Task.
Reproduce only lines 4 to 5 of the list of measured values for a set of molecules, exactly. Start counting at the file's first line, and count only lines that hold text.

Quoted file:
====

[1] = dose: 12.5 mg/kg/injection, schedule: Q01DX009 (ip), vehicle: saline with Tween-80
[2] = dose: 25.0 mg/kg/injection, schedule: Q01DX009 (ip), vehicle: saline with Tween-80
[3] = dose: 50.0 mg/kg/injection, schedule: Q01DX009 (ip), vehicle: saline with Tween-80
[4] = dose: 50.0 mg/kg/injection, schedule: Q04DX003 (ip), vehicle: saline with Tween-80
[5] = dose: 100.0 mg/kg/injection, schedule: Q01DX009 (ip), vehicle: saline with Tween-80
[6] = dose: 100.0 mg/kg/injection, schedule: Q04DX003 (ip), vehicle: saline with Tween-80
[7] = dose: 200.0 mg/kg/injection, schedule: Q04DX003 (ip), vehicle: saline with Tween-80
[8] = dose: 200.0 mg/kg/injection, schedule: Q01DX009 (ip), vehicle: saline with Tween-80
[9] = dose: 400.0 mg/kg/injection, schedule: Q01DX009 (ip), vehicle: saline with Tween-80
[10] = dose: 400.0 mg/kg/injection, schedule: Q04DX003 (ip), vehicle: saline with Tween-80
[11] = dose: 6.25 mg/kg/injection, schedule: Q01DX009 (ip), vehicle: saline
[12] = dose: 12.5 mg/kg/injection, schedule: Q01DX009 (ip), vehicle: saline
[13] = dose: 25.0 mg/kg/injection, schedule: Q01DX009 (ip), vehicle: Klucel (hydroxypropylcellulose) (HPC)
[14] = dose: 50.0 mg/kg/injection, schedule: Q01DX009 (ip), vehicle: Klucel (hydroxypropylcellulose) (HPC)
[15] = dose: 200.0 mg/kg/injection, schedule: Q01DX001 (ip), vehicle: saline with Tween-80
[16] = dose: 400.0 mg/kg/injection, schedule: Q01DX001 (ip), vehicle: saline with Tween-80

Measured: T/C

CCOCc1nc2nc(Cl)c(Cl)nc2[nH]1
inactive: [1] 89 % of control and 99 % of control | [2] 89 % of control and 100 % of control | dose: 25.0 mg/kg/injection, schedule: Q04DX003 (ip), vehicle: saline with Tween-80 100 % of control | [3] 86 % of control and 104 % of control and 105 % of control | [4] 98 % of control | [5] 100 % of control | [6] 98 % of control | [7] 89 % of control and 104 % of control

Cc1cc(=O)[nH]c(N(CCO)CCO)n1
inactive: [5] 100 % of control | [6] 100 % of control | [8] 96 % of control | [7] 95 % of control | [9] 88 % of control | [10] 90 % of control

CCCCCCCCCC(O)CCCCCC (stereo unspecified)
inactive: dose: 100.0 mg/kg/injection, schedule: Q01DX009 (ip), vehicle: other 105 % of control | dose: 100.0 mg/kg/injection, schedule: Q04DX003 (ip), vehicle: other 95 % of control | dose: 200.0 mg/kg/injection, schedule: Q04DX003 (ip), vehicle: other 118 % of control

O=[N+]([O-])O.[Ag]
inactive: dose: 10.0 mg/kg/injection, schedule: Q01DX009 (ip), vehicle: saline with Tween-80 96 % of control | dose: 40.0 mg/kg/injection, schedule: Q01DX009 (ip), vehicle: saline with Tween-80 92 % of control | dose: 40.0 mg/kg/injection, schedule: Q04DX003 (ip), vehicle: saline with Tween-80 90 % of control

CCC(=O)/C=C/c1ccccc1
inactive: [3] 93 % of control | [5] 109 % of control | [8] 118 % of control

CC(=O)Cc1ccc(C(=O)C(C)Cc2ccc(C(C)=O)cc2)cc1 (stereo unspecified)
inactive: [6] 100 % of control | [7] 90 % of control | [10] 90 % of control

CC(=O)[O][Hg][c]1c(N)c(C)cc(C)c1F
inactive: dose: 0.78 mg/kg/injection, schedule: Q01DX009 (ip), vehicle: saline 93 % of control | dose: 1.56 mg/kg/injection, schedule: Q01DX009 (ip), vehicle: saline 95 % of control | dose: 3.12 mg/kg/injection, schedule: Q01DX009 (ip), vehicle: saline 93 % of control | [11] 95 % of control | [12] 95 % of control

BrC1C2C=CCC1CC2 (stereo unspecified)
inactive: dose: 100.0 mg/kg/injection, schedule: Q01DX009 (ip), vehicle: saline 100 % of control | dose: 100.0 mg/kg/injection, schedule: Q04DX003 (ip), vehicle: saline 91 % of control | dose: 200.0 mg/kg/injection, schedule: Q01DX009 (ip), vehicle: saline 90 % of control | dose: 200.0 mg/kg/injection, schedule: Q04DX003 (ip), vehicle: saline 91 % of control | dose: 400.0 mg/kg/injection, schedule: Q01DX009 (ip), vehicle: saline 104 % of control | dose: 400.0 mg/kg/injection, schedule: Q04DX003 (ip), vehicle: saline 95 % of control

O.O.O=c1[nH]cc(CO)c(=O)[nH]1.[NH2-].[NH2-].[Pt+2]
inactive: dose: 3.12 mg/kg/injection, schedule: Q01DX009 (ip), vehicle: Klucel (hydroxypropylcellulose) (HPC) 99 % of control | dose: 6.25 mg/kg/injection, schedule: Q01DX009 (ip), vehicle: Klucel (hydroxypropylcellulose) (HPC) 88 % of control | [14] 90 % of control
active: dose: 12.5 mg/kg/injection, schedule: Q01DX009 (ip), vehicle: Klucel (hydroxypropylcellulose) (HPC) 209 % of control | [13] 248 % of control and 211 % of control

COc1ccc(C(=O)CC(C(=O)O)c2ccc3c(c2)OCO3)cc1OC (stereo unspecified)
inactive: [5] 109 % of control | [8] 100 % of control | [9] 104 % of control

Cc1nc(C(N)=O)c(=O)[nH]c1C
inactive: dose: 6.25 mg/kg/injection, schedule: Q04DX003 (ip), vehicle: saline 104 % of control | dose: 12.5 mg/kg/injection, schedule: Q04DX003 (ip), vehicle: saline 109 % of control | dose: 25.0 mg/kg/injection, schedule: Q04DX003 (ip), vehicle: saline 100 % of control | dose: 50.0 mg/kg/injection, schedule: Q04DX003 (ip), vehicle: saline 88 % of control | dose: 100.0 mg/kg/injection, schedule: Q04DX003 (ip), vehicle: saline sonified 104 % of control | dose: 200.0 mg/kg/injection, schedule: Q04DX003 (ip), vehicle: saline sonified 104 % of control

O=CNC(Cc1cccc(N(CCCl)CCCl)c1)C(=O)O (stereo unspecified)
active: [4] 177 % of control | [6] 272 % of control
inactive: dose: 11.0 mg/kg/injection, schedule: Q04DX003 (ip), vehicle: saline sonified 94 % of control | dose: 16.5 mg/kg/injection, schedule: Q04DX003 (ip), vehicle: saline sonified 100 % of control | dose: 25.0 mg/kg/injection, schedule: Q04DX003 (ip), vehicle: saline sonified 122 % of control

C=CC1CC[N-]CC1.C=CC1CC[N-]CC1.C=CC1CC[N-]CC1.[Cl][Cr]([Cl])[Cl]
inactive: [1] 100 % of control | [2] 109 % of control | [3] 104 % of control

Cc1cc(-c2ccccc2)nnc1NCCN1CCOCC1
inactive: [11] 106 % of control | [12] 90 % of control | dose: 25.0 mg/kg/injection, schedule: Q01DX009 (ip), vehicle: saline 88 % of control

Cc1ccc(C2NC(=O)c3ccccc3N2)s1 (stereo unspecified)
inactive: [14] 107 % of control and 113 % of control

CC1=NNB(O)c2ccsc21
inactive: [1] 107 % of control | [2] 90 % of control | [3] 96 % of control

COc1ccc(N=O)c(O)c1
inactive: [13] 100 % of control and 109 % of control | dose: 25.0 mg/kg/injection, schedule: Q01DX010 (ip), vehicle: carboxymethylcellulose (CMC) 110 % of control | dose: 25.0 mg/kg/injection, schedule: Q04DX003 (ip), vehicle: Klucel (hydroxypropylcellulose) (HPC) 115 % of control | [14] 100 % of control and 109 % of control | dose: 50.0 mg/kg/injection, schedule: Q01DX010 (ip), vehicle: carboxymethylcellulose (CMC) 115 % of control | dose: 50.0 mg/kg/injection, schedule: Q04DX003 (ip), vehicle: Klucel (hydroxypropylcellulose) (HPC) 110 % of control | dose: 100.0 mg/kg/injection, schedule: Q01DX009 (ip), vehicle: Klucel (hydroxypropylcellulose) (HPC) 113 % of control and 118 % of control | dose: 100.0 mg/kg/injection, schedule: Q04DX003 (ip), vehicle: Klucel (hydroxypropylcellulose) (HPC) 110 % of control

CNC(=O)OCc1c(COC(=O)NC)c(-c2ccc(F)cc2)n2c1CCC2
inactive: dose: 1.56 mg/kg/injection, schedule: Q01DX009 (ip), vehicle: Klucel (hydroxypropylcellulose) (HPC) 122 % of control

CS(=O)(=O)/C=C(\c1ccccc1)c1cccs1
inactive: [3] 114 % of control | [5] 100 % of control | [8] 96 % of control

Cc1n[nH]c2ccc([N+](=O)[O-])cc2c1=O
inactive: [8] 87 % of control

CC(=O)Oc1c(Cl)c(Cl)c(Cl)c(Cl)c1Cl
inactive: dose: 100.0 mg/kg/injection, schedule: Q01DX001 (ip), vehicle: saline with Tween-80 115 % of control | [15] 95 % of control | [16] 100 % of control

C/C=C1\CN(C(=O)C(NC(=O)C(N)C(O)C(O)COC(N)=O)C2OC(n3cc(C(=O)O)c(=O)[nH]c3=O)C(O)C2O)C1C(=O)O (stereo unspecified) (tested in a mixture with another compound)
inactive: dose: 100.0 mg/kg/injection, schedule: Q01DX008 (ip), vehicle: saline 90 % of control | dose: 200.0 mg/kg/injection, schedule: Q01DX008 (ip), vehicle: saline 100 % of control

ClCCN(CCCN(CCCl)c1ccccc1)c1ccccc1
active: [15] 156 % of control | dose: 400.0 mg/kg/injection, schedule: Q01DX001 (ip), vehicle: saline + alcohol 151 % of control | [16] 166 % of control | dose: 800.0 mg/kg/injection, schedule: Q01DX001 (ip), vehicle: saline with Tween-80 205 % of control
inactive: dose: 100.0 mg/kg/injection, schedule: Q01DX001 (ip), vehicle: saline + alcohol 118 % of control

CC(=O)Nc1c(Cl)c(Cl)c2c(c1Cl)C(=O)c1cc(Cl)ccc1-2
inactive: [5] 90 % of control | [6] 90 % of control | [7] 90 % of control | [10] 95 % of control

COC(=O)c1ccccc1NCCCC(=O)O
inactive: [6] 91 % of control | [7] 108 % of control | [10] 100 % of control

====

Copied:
[4] = dose: 50.0 mg/kg/injection, schedule: Q04DX003 (ip), vehicle: saline with Tween-80
[5] = dose: 100.0 mg/kg/injection, schedule: Q01DX009 (ip), vehicle: saline with Tween-80